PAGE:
City of God

( 47 )

Overview

St Augustine, bishop of Hippo, was one of the central figures in the history of Christianity, and City of God is one of his greatest theological works. Written as an eloquent defence of the faith at a time when the Roman Empire was on the brink of collapse, it examines the ancient pagan religions of Rome, the arguments of the Greek philosophers and the revelations of the Bible. Pointing the way forward to a citizenship that transcends the best political experiences of the world and offers citizenship that will ...

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Overview

St Augustine, bishop of Hippo, was one of the central figures in the history of Christianity, and City of God is one of his greatest theological works. Written as an eloquent defence of the faith at a time when the Roman Empire was on the brink of collapse, it examines the ancient pagan religions of Rome, the arguments of the Greek philosophers and the revelations of the Bible. Pointing the way forward to a citizenship that transcends the best political experiences of the world and offers citizenship that will last for eternity, City of God is one of the most influential documents in the development of Christianity.

Saint Augustine examines the failure of Roman religion and the flaws in human civilization, thus creating the first Christrian philosophy of history.

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Editorial Reviews

From the Publisher
"The human mind can understand truth only by thinking, as is clear from Augustine."
– Saint Thomas Aquinas
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Product Details

  • ISBN-13: 9780140448948
  • Publisher: Penguin Publishing Group
  • Publication date: 1/28/2004
  • Edition description: Revised
  • Pages: 1184
  • Sales rank: 177,884
  • Product dimensions: 5.00 (w) x 7.75 (h) x 2.10 (d)

Meet the Author

St Augustine of Hippo was the great Doctor of the Latin Church. Born in North Africa in AD 354, he was brought up as a Christian and at 16 went to Carthage to finish his education. Until 387, Augustine followed the Manichean religion and founded his own school of rhetoric in Rome. After his baptism, he returned to Africa and lived in the community he formed there until his death in 430. His written output there includes Confessions and City of God, among over 113 books. Henry Bettenson (1908-1979) (translator) was educated at Bristol University and Oriel College, Oxford. He taught Classics for 25 years at Charterhouse 'Documents of the Christian Church' and 'Early Christian Fathers'. Dr Gill Evans (introducer) teaches medieval intellectual history, medieval theology and ecumenical theology in the Faculty of History at Cambridge. She has published widely in this area.

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Read an Excerpt

Introduction by Thomas Merton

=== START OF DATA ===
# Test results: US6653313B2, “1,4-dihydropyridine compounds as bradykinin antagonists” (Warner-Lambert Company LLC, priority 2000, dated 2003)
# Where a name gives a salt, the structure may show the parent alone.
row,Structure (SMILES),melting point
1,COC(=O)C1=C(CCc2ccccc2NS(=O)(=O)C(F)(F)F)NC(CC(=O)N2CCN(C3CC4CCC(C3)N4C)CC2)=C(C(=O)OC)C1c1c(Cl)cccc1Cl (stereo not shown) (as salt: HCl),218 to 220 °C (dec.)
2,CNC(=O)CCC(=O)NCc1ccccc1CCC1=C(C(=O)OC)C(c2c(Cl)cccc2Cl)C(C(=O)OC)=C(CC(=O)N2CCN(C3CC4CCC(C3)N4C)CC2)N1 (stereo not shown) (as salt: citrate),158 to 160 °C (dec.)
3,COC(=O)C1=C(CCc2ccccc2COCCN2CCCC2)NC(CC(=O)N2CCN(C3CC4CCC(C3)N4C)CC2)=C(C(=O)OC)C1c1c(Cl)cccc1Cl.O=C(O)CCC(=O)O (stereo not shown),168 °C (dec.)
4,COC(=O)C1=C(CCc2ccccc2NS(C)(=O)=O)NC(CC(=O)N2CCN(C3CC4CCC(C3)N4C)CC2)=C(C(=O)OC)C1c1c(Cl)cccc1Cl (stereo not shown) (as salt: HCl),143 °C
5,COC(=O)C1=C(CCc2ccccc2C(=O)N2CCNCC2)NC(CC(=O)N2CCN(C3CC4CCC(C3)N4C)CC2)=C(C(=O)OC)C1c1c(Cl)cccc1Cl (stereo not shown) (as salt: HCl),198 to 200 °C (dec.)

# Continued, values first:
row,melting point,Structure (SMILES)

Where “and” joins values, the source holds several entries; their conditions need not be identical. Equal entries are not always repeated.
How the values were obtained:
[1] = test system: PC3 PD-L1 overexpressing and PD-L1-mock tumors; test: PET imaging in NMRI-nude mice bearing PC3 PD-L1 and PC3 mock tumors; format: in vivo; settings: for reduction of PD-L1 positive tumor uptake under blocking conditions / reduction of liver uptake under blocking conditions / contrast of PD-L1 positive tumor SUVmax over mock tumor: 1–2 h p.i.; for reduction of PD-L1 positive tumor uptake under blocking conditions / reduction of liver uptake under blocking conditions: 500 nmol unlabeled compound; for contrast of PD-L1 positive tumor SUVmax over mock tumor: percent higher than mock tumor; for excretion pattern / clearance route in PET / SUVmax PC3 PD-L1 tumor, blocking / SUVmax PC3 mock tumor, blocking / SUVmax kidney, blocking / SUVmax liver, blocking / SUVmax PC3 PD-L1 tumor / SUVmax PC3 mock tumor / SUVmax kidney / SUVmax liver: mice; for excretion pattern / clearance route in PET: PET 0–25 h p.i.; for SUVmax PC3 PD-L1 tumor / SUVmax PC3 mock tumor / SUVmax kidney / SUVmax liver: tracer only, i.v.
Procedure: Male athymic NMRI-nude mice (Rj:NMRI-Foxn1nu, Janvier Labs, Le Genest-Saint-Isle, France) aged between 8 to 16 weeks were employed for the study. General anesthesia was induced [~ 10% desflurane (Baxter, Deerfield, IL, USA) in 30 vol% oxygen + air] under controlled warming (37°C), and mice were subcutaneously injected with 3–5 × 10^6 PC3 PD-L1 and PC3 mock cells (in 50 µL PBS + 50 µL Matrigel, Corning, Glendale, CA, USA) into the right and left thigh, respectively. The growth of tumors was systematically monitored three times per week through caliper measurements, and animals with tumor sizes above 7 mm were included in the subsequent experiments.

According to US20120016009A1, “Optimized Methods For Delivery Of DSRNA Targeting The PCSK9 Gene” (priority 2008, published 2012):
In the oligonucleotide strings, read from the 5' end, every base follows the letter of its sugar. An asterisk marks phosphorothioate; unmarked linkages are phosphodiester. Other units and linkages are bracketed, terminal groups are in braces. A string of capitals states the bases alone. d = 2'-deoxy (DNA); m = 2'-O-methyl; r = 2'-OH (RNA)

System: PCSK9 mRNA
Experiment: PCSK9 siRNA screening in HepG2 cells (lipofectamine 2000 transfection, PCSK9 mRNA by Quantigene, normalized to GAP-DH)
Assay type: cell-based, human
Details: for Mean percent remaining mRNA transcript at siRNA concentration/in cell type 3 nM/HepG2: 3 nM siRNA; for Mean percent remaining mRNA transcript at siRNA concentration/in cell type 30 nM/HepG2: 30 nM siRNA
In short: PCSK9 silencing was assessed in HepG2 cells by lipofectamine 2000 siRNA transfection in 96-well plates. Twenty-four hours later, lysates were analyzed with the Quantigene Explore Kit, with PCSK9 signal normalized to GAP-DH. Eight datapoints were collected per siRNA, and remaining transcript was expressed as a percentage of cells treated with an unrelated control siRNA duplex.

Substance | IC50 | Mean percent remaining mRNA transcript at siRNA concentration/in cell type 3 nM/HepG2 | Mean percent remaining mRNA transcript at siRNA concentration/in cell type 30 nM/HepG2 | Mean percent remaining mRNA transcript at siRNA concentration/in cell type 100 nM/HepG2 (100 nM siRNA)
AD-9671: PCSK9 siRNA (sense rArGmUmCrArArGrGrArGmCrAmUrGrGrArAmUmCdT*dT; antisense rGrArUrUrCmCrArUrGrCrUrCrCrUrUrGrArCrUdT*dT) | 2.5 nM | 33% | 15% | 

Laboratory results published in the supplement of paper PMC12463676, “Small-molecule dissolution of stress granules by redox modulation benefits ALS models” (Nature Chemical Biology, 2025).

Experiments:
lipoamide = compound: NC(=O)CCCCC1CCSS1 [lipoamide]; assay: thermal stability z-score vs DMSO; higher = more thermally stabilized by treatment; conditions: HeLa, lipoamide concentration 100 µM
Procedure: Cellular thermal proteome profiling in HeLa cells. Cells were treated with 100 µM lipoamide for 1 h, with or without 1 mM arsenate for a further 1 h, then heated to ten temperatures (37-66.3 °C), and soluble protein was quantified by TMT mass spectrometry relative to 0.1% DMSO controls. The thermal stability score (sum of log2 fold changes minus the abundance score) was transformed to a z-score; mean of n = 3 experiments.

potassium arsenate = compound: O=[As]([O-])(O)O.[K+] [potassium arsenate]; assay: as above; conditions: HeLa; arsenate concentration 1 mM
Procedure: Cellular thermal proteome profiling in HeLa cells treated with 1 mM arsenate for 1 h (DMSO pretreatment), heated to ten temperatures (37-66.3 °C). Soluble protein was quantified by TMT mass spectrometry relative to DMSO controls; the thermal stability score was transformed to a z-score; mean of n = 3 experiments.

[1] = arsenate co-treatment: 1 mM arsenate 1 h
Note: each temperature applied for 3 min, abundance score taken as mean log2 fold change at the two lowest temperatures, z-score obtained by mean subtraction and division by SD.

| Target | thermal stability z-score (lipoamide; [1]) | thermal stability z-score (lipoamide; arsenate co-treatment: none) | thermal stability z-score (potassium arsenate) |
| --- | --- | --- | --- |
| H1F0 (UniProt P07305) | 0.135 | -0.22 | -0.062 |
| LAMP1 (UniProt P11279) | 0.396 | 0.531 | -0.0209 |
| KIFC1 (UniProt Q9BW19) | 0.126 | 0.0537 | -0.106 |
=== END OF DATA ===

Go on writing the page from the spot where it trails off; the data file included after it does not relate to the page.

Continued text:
Here is a book that was written over fifteen hundred years ago by a mystic in North Africa. Yet to those who have ears to hear, it has a great deal to say to many of us who are not mystics, today, in America. The City of God is a monumental theology of history. It grew out of St. Augustine's meditations on the fall of the Roman Empire. But his analysis is timeless and universal. That is to say, it is Catholic in the etymological sense of the word. It is also Catholic in the sense that St. Augustine's view of history is the view held by the Catholic Church, and by all Catholic tradition since the Apostles. It is a theology of history built on revelation, developed above all from the inspired pages of St. Paul's Epistles and St. John's Apocalypse.

To those who do not know St. Augustine, the figure of the great Bishop of Hippo (the modern name of the city is Bona) may seem quite remote. And to one who attempts to make his first acquaintance with Augustine by starting to read The City of God from the beginning without a guide, the saint may remain an unappealing personality and his book may appear to be nothing more than a maze of curious, ancient fancies.

St. Augustine began to write this book three years after Rome first collapsed and opened its gates to a barbarian invader. Alaric and his Goths sacked the city in 410. Rome had been the inviolate mistress of the world for a thousand years. The fall of the city that some had thought would stand forever demoralized what was left of the civilized world. Those who still took the pagan gods seriously--and it seems they were not a few--looked about them for a scapegoat uponwhich to lay the guilt for this catastrophe. The Christians had emerged from the catacombs and had been officially recognized by the convert Emperor Constantine. Nevertheless Christianity remained the object of superstitious fear on the part of many, and it was inevitable that the bad luck that had befallen the Empire should be blamed on the Catholic Church. St. Augustine took up his pen in 413 and set about proving the absurdity of such a charge. This furnished him with the subject matter for the first ten books of The City of God--a work that was written slowly, and appeared in installments over a period of thirteen years. But the topic that first engaged his attention--Christianity versus the official pagan religion of imperial Rome--is not one that will strike us, today, as a living issue. Nor was it altogether worthy of the genius of Augustine. After several years of writing he abandoned this aspect of the problem, and left it to be disposed of by a certain Orosius, who will probably never find his way into the catalogue of the Modern Library. We owe him at least a debt of gratitude for having set Augustine free to write about the problem that really interested him: the theology of the "two cities" and of the intervention of God in human history.